There was a great story in Monday’s blog post … but I was so busy blorching away about myself that I skipped right over it.
A good friend of mine emailed to say she was intrigued by the relationship between my grandparents and “Nana Bea” Townsend, the roommate, co-worker and more-or-less life partner of my cousin Maizie Burt.
(Go back and re-read Monday’s post if you need a refresher on their relationship. That part of it is worth reading, anyway.)
“Of course,” I said to myself. “The story in that post isn’t about you, or Framingham, or greasy egg rolls. It’s about your grandparents and the way they viewed the idea of ‘family.’
“It’s about Nana Bea being welcome in their home decades after her one direct connection to the family died.
“It’s about them taking most of a day to drive her back home to Middle-of-Nowhere, Massachusetts, rather than just putting her back on the Trailways bus she rode in on.
“It’s about a growing family welcoming a solitary older woman into their home at Christmas. You don’t want to canonize your grandparents, or paint Nana Bea as a pathetic figure. But Christmas with the Blumenau family at 1107 Hope Street was probably much nicer than Christmas alone in some apartment in a central Massachusetts mill town.
“It’s about roads not taken. It doesn’t take much to cut ties with a person — to drop out of touch, to ‘forget’ an invitation, to stop calling. Your grandparents did not choose that road. And the path of friendship and commitment may, indeed, be the road less traveled by.
“The story is even about you — a little tiny bit — in the sense that your parents brought you to her little apartment when you were three years old, demonstrating that Nana Bea’s presence in your family reached across generations.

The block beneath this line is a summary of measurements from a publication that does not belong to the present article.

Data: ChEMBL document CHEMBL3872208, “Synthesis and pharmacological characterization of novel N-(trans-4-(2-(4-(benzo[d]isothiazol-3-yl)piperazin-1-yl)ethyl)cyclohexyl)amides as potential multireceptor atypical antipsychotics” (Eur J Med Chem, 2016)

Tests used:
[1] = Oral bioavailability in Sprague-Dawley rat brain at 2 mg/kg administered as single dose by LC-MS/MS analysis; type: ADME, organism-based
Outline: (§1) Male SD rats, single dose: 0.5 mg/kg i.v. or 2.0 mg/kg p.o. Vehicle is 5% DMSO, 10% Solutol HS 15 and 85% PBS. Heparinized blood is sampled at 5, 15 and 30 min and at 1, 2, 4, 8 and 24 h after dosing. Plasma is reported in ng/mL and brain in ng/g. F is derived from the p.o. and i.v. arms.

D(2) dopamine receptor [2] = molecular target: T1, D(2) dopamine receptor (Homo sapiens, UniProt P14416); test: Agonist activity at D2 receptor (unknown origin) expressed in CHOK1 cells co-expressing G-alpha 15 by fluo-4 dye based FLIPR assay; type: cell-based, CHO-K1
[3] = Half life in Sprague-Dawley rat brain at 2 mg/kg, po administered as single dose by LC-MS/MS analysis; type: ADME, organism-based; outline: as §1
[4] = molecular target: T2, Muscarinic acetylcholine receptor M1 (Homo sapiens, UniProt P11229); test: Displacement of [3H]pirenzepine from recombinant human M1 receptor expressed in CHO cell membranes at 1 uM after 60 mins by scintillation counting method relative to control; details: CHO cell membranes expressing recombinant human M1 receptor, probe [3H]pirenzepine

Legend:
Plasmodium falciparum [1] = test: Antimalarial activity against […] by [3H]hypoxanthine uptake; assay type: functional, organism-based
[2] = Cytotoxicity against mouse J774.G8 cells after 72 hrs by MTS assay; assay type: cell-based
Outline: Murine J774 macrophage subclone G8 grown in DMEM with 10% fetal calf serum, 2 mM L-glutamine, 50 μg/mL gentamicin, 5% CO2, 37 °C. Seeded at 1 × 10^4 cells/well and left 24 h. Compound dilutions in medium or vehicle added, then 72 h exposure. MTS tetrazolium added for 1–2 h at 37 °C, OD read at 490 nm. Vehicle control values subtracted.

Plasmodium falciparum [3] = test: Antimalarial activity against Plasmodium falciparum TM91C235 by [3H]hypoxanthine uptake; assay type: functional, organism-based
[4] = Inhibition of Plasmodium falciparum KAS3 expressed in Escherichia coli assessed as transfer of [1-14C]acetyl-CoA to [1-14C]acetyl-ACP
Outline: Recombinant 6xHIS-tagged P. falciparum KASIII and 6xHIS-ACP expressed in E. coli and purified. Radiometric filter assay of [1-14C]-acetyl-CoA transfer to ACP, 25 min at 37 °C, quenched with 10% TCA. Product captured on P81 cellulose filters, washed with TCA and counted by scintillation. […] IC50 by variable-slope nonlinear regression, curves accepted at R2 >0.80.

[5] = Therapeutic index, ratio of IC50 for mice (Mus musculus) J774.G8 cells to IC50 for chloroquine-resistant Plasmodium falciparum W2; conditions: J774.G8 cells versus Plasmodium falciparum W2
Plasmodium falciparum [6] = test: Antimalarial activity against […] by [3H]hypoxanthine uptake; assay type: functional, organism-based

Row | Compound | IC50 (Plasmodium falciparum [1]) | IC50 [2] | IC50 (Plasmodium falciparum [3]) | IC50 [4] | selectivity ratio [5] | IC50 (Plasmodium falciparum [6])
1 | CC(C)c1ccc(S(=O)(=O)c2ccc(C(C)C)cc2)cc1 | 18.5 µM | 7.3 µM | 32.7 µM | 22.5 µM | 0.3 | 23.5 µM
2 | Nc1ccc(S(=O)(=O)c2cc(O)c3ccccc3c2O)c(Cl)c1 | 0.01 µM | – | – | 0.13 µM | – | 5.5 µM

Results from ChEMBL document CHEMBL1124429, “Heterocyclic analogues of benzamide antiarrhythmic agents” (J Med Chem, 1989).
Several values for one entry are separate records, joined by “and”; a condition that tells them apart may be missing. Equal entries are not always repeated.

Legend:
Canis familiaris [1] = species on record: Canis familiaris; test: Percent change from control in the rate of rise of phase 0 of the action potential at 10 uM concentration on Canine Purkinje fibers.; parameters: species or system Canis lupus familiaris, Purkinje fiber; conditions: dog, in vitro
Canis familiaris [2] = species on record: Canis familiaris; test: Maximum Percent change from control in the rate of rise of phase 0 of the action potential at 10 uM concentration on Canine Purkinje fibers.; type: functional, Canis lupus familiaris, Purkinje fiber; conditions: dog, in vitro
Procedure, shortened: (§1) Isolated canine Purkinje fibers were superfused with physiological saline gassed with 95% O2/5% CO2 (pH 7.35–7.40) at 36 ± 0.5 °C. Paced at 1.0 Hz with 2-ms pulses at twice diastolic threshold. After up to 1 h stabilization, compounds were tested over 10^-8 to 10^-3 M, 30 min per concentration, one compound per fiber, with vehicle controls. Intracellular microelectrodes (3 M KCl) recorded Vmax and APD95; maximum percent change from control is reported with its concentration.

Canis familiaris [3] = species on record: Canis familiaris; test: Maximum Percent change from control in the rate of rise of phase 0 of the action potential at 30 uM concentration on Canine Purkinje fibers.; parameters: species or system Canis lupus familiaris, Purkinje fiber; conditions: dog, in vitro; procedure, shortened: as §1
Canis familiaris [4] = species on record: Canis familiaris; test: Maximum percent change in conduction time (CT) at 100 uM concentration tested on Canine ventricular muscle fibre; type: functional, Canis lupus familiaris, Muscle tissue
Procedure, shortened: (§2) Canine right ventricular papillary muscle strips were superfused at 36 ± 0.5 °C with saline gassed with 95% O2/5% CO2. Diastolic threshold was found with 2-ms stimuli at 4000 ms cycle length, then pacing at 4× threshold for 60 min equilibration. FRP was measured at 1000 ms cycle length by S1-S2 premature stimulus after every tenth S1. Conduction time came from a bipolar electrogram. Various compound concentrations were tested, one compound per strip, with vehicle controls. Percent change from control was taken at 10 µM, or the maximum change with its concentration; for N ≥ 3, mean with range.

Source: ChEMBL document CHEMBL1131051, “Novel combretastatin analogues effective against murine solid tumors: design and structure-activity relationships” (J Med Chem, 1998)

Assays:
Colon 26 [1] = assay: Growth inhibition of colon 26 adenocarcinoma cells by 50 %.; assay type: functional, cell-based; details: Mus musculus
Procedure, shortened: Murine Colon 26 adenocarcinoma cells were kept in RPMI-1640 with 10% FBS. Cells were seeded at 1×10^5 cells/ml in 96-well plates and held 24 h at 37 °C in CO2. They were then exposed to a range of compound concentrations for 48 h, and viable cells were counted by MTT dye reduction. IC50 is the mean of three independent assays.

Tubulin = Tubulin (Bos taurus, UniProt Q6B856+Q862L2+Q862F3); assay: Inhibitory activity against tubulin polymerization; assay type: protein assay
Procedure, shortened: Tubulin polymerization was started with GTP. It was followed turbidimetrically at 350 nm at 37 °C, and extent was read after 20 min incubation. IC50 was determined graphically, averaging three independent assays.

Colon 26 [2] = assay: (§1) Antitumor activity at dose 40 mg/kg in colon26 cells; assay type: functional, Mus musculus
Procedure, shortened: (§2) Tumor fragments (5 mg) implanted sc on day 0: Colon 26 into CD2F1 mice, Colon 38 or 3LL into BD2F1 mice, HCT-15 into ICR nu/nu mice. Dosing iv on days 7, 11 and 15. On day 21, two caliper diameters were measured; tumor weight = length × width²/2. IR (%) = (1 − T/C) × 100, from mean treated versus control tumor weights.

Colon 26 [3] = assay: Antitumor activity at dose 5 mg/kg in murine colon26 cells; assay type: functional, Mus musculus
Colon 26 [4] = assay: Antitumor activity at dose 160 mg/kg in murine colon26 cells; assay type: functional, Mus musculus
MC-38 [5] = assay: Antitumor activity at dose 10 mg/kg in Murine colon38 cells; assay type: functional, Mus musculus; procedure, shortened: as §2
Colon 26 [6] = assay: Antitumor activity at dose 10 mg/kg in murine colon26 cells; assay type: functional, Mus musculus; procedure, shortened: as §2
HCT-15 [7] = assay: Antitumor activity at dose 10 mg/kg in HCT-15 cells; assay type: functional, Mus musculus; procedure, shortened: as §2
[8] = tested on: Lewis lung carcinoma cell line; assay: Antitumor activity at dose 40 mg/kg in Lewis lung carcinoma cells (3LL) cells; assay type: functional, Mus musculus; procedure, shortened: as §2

“On a broader scale, your story is about the mysterious ways in which a non-relative becomes a welcomed part of a family.
“It’s about kindness and respect. Neither side is holy; neither is humbled. Neither kneels to reach out to the other, nor pities the other for their circumstance.
“It’s about generosity, and friendship, and how blood kin doesn’t have to involve blood at all.
“That’s what your blog post is all about, Charlie Brown.”
I sat silent for several minutes after that monologue, wishing like hell I could interview either my grandparents or Nana Bea to capture some more specific aspect of their connection. Of course, I’d need a TARDIS — or a Ouija board — to do that now. (The Social Security Death Index tells me that a Beatrice Townsend died in Leominster, Massachusetts, in January 1978, aged 88 or 89.)
The real, full story of yesterday’s blog post is not one I can put into words.
But I understand it, and I can just about touch it with my fingers and hear it like a song in the back of my head.
That’s the story and I’m sticking to it — even if I didn’t come within a thousand miles of it the first time I sat down to write.